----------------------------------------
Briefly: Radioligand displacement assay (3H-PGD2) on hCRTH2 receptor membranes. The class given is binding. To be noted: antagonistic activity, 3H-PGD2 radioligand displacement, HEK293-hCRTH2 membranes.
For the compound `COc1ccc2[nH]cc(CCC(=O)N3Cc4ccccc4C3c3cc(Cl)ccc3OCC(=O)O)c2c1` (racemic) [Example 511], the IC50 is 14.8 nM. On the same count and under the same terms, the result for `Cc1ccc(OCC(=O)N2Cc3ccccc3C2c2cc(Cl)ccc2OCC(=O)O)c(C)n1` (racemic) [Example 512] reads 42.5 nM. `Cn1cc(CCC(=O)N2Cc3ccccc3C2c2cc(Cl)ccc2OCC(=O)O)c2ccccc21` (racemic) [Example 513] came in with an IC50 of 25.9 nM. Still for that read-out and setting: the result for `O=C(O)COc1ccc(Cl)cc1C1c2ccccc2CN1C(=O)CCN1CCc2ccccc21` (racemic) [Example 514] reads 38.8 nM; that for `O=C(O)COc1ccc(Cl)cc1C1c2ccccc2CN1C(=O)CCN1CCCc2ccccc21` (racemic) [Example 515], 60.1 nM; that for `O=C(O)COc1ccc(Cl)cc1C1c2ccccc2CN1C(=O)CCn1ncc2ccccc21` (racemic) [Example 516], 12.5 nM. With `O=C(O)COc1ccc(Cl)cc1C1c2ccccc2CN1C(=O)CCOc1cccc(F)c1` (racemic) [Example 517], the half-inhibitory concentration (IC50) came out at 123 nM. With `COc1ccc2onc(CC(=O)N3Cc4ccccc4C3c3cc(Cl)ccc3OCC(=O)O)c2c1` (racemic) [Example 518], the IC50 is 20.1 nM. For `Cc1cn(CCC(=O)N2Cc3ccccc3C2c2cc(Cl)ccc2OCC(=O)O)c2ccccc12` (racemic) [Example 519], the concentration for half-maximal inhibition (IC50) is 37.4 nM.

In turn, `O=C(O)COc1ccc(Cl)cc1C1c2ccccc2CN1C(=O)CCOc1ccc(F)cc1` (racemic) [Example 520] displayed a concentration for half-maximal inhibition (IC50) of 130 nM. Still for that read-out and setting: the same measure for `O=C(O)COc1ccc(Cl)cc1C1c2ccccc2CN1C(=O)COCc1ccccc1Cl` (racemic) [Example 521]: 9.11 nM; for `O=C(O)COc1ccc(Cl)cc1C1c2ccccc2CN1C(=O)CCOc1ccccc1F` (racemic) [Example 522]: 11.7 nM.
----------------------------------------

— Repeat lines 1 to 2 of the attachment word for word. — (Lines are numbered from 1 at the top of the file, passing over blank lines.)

Briefly: Radioligand displacement assay (3H-PGD2) on hCRTH2 receptor membranes. The class given is binding. To be noted: antagonistic activity, 3H-PGD2 radioligand displacement, HEK293-hCRTH2 membranes.
For the compound `COc1ccc2[nH]cc(CCC(=O)N3Cc4ccccc4C3c3cc(Cl)ccc3OCC(=O)O)c2c1` (racemic) [Example 511], the IC50 is 14.8 nM. On the same count and under the same terms, the result for `Cc1ccc(OCC(=O)N2Cc3ccccc3C2c2cc(Cl)ccc2OCC(=O)O)c(C)n1` (racemic) [Example 512] reads 42.5 nM. `Cn1cc(CCC(=O)N2Cc3ccccc3C2c2cc(Cl)ccc2OCC(=O)O)c2ccccc21` (racemic) [Example 513] came in with an IC50 of 25.9 nM. Still for that read-out and setting: the result for `O=C(O)COc1ccc(Cl)cc1C1c2ccccc2CN1C(=O)CCN1CCc2ccccc21` (racemic) [Example 514] reads 38.8 nM; that for `O=C(O)COc1ccc(Cl)cc1C1c2ccccc2CN1C(=O)CCN1CCCc2ccccc21` (racemic) [Example 515], 60.1 nM; that for `O=C(O)COc1ccc(Cl)cc1C1c2ccccc2CN1C(=O)CCn1ncc2ccccc21` (racemic) [Example 516], 12.5 nM. With `O=C(O)COc1ccc(Cl)cc1C1c2ccccc2CN1C(=O)CCOc1cccc(F)c1` (racemic) [Example 517], the half-inhibitory concentration (IC50) came out at 123 nM. With `COc1ccc2onc(CC(=O)N3Cc4ccccc4C3c3cc(Cl)ccc3OCC(=O)O)c2c1` (racemic) [Example 518], the IC50 is 20.1 nM. For `Cc1cn(CCC(=O)N2Cc3ccccc3C2c2cc(Cl)ccc2OCC(=O)O)c2ccccc12` (racemic) [Example 519], the concentration for half-maximal inhibition (IC50) is 37.4 nM.